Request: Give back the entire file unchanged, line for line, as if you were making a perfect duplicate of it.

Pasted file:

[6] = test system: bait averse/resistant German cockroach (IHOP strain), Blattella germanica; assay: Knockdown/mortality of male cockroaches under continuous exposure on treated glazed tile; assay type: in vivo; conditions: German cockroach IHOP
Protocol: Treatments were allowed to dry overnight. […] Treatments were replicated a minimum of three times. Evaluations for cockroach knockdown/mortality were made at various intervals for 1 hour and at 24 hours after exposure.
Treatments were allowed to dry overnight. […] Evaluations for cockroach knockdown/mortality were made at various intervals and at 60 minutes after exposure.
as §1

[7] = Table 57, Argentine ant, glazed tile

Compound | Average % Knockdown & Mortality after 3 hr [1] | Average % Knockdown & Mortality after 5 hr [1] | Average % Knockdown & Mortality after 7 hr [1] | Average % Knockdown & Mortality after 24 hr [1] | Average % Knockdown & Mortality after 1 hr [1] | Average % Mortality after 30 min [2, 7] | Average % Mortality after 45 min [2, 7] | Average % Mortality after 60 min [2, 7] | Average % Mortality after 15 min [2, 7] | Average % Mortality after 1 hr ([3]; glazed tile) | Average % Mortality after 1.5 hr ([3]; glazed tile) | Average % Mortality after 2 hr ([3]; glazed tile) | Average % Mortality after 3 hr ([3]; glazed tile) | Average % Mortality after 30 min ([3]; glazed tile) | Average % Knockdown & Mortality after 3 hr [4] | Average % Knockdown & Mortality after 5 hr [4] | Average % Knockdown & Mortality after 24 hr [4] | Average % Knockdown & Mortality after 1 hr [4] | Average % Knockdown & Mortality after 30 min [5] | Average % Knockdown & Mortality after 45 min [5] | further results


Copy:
[6] = test system: bait averse/resistant German cockroach (IHOP strain), Blattella germanica; assay: Knockdown/mortality of male cockroaches under continuous exposure on treated glazed tile; assay type: in vivo; conditions: German cockroach IHOP
Protocol: Treatments were allowed to dry overnight. […] Treatments were replicated a minimum of three times. Evaluations for cockroach knockdown/mortality were made at various intervals for 1 hour and at 24 hours after exposure.
Treatments were allowed to dry overnight. […] Evaluations for cockroach knockdown/mortality were made at various intervals and at 60 minutes after exposure.
as §1

[7] = Table 57, Argentine ant, glazed tile

Compound | Average % Knockdown & Mortality after 3 hr [1] | Average % Knockdown & Mortality after 5 hr [1] | Average % Knockdown & Mortality after 7 hr [1] | Average % Knockdown & Mortality after 24 hr [1] | Average % Knockdown & Mortality after 1 hr [1] | Average % Mortality after 30 min [2, 7] | Average % Mortality after 45 min [2, 7] | Average % Mortality after 60 min [2, 7] | Average % Mortality after 15 min [2, 7] | Average % Mortality after 1 hr ([3]; glazed tile) | Average % Mortality after 1.5 hr ([3]; glazed tile) | Average % Mortality after 2 hr ([3]; glazed tile) | Average % Mortality after 3 hr ([3]; glazed tile) | Average % Mortality after 30 min ([3]; glazed tile) | Average % Knockdown & Mortality after 3 hr [4] | Average % Knockdown & Mortality after 5 hr [4] | Average % Knockdown & Mortality after 24 hr [4] | Average % Knockdown & Mortality after 1 hr [4] | Average % Knockdown & Mortality after 30 min [5] | Average % Knockdown & Mortality after 45 min [5] | further results